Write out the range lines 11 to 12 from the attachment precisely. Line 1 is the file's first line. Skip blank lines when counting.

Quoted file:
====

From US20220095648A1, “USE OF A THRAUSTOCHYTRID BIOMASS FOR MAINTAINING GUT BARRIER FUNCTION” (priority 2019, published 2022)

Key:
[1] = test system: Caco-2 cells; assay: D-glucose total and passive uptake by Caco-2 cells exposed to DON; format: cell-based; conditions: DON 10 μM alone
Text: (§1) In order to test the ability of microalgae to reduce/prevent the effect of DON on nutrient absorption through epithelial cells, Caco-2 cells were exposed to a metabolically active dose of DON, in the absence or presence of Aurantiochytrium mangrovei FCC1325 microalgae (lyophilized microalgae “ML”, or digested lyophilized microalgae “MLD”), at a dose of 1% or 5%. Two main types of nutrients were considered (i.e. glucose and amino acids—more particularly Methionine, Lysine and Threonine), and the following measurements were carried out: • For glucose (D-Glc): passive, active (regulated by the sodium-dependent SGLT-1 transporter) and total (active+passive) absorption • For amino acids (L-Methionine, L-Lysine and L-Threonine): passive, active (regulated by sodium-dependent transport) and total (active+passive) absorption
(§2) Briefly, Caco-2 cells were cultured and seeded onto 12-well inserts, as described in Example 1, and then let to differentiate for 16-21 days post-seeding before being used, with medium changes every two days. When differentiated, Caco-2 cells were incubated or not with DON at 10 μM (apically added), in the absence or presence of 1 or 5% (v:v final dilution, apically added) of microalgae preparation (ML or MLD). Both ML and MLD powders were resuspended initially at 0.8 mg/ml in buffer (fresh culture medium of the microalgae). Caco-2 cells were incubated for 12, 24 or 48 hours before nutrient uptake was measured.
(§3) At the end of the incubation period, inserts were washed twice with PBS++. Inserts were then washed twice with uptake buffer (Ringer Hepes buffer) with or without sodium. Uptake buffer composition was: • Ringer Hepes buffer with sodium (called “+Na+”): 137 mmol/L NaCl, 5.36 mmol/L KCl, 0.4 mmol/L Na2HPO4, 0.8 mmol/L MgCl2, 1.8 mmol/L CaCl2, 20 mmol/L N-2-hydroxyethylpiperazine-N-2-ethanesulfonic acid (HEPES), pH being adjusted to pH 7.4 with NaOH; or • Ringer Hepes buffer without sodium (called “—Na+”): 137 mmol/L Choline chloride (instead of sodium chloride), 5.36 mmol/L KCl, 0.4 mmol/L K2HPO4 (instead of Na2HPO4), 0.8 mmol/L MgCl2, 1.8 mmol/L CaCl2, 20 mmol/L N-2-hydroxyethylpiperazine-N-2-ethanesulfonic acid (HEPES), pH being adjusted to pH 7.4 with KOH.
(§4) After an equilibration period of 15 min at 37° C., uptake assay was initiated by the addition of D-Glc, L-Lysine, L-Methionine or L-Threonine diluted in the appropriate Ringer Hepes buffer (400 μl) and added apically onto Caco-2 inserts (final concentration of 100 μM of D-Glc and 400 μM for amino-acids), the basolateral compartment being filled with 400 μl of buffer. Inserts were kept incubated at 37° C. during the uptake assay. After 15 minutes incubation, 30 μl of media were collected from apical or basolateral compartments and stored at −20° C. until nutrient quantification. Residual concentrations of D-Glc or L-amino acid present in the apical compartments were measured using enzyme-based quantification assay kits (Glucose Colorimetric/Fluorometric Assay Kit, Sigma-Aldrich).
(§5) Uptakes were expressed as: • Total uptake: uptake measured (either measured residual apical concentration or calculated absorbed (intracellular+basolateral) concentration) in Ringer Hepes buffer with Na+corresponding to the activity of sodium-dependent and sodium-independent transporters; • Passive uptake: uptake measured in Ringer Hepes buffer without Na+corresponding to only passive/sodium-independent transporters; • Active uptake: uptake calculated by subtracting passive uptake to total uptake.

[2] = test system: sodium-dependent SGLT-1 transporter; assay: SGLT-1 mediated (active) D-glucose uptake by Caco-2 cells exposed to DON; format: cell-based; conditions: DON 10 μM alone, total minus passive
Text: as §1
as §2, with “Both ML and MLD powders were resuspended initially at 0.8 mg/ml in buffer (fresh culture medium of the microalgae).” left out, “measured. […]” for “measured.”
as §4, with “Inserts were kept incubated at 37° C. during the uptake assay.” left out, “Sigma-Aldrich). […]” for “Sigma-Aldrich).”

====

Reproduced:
as §2, with “Both ML and MLD powders were resuspended initially at 0.8 mg/ml in buffer (fresh culture medium of the microalgae).” left out, “measured. […]” for “measured.”
as §4, with “Inserts were kept incubated at 37° C. during the uptake assay.” left out, “Sigma-Aldrich). […]” for “Sigma-Aldrich).”